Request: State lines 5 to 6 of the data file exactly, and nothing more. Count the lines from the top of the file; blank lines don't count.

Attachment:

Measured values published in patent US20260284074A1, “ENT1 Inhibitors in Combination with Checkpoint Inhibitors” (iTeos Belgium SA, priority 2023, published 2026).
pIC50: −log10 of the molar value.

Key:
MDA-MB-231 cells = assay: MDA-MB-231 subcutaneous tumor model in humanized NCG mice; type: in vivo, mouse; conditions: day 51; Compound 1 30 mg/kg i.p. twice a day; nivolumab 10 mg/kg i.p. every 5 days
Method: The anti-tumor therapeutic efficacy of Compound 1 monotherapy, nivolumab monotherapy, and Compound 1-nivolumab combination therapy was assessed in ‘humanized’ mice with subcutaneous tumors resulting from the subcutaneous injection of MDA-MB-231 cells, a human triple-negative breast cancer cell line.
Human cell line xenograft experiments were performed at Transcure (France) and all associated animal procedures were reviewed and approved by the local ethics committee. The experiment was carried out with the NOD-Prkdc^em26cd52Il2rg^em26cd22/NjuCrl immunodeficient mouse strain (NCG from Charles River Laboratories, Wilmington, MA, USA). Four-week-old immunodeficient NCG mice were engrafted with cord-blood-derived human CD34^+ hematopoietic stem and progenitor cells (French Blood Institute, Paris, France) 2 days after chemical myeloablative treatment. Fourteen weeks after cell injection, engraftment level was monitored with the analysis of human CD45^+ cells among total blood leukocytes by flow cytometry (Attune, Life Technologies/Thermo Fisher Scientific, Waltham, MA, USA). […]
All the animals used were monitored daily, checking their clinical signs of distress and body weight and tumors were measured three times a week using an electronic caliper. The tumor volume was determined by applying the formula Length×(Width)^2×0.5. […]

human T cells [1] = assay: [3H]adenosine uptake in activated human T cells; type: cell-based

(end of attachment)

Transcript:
Method: The anti-tumor therapeutic efficacy of Compound 1 monotherapy, nivolumab monotherapy, and Compound 1-nivolumab combination therapy was assessed in ‘humanized’ mice with subcutaneous tumors resulting from the subcutaneous injection of MDA-MB-231 cells, a human triple-negative breast cancer cell line.
Human cell line xenograft experiments were performed at Transcure (France) and all associated animal procedures were reviewed and approved by the local ethics committee. The experiment was carried out with the NOD-Prkdc^em26cd52Il2rg^em26cd22/NjuCrl immunodeficient mouse strain (NCG from Charles River Laboratories, Wilmington, MA, USA). Four-week-old immunodeficient NCG mice were engrafted with cord-blood-derived human CD34^+ hematopoietic stem and progenitor cells (French Blood Institute, Paris, France) 2 days after chemical myeloablative treatment. Fourteen weeks after cell injection, engraftment level was monitored with the analysis of human CD45^+ cells among total blood leukocytes by flow cytometry (Attune, Life Technologies/Thermo Fisher Scientific, Waltham, MA, USA). […]